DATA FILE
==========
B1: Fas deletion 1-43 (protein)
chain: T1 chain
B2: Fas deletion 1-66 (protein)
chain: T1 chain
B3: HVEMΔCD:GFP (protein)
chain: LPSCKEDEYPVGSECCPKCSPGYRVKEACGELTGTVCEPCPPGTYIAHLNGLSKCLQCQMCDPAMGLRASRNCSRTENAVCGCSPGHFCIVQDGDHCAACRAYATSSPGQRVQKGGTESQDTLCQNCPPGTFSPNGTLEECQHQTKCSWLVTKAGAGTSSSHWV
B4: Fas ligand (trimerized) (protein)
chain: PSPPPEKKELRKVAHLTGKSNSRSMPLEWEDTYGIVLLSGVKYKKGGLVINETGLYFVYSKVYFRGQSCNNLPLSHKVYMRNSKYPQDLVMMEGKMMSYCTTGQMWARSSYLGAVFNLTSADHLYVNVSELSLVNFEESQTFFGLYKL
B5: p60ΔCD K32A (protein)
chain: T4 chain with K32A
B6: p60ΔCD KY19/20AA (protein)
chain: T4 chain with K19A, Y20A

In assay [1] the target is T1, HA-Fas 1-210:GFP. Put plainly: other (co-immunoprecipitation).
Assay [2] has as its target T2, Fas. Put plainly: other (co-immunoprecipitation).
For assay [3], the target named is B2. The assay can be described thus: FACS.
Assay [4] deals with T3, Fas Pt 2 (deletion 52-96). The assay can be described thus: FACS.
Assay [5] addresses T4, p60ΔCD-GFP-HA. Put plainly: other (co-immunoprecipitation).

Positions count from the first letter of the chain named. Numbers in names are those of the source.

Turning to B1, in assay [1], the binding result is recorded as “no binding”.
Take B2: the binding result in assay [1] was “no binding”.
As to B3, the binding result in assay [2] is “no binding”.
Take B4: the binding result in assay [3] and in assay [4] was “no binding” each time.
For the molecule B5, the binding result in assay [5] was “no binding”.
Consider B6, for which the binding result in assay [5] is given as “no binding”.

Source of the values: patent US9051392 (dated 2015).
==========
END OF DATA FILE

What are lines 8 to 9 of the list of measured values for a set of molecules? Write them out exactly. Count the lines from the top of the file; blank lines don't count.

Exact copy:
chain: PSPPPEKKELRKVAHLTGKSNSRSMPLEWEDTYGIVLLSGVKYKKGGLVINETGLYFVYSKVYFRGQSCNNLPLSHKVYMRNSKYPQDLVMMEGKMMSYCTTGQMWARSSYLGAVFNLTSADHLYVNVSELSLVNFEESQTFFGLYKL
B5: p60ΔCD K32A (protein)